Jan 272017
 

NewWayToDinnerA New Way To Dinner
By Amanda Hesser and Merrill Stubbs
10 Speed Press

Standing in the kitchen at dinner time with a hungry family and no meal plan. A lot of people have experienced that scenario, including me. Many times the best solution turns out to be take-out. Or, if actual cooking is involved, often convenience foods such as rotisserie chicken or frozen pizza are part of the meal. Let’s face it. Putting good, fresh food on the table after working all day is hard. This cookbook offers a solution.

The basic strategy is to cook and prepare the main components of the week’s meals on the weekend, then use them throughout the week in different combinations. The book is divided into menus that go along with the four seasons to take advantage of the best produce for that time of year. Each author wrote two, week-long menus for each season. Each menu starts with a “The Week Ahead” page that details the recipes, what each dinner will feature, what work needs to be done the day of the dinner, and several brown bag lunches that can also be made. Then the reader moves on to a “Game Plan” that details which recipes should be made on the weekend and offers plenty of tips and tricks. The final component before the actual recipes is a grocery list.

Since this book is from the creators of the Food 52 website, the recipes emphasize quality ingredients. No condensed soup casseroles or frozen french fries in sight. The meals aren’t filled with the processed foods that many people may associate with getting a meal on the table quickly. Instead, the process of getting weeknight meals on the table quickly depends on a savvy prep plan. Some of the recipes included are Rosy Chicken, Stuck-Pot Rice, Garlicky Greens, and Lime Ice Cream. While simple, the recipes offer sophisticated flavors from around the world. If you have ever experienced the struggle of making meals on weeknights, this is definitely a cookbook to look into. The recipes and plans are easily modified to customize the meals to fit the tastes of any family.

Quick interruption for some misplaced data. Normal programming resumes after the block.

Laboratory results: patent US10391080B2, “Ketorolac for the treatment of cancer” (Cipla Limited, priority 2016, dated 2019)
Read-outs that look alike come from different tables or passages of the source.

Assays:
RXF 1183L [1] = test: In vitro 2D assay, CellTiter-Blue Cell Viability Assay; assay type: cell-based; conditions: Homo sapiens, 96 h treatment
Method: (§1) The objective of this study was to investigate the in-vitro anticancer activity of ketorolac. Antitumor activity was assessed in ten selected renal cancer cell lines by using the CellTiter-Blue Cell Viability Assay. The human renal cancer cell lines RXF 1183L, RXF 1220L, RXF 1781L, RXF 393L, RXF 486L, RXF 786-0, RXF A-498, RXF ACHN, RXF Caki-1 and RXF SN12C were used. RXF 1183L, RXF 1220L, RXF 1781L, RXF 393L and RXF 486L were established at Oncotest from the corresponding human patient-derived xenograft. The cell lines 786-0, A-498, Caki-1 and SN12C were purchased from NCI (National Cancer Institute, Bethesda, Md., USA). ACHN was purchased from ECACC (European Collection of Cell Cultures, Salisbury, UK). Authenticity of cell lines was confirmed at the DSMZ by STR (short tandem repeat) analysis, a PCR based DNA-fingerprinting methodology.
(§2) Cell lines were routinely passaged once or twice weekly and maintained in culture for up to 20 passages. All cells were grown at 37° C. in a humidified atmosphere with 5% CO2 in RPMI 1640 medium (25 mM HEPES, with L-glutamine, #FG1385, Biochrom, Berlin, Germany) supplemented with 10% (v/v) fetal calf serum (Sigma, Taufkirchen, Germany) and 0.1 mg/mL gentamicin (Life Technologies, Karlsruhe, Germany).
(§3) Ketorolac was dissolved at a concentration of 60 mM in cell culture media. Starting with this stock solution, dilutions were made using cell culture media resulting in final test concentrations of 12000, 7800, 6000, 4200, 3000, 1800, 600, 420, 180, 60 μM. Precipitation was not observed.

I received this book from Blogging for Books for this review.

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 January 27, 2017  Posted by  Review Tags:  1 Response »
Oct 112016
 

meditateyourweightMeditate Your Weight
By Tiffany Cruikshank
Published by Harmony Books

This book brings together two things that I, and probably many other people, would like to accomplish: a meditation practice and weight loss. The book begins with the benefits of meditating. That alone convinced me to try my hand at meditation. Not only does meditating, for as little as five to ten minutes a day, help relieve stress and other psychological issues, it can also physically affect your body by resetting an imbalanced endocrine system, reducing systemic inflation, and many other benefits.

Since weight loss is both mental and physical, this book has a 21-day “retreat” program to reboot your metabolism and attitude toward food. How? Through targeted meditations. Every day there is a new topic to meditate about, such as nourishment or vitality. There is an explanation on why the daily subject is important, followed by directions on how to do the specific meditation. Then you are asked to answer some questions in a journal to further explore the topic. Each day also has a different mantra, such as “I am healthy”, and some tips on building awareness–things to keep in mind on the subject as you go about your day.

The program is set up so that anybody can do it, even people who have never meditated before. Meditation times start out at a very doable three minutes and end after the three weeks at seventeen minutes. Then after the retreat program ends there is advice on how to continue with the meditation and weight loss journey.

I found it to be a wonderful book with a very friendly tone and lots of interesting information. It truly has made me look at meditation and struggles with weight loss differently. In fact, I began a regular meditation practice because of it.